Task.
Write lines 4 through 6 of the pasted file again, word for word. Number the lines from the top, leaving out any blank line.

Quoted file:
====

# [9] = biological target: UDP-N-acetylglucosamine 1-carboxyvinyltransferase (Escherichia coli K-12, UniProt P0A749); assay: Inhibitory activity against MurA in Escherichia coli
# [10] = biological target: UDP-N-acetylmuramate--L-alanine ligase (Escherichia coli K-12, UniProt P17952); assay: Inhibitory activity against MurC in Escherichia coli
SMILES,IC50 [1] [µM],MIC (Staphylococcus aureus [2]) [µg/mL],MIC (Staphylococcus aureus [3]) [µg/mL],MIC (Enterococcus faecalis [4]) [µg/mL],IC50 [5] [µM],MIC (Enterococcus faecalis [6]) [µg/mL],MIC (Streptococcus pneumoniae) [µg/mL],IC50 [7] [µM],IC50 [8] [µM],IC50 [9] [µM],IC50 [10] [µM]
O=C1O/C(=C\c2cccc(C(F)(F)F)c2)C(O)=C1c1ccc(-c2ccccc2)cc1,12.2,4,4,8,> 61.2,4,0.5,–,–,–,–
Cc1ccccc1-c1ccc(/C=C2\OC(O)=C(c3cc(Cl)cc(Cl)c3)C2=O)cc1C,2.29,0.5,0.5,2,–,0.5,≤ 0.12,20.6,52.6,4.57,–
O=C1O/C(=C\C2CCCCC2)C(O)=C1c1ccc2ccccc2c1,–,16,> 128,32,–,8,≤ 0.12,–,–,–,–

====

O=C1O/C(=C\c2cccc(C(F)(F)F)c2)C(O)=C1c1ccc(-c2ccccc2)cc1,12.2,4,4,8,> 61.2,4,0.5,–,–,–,–
Cc1ccccc1-c1ccc(/C=C2\OC(O)=C(c3cc(Cl)cc(Cl)c3)C2=O)cc1C,2.29,0.5,0.5,2,–,0.5,≤ 0.12,20.6,52.6,4.57,–
O=C1O/C(=C\C2CCCCC2)C(O)=C1c1ccc2ccccc2c1,–,16,> 128,32,–,8,≤ 0.12,–,–,–,–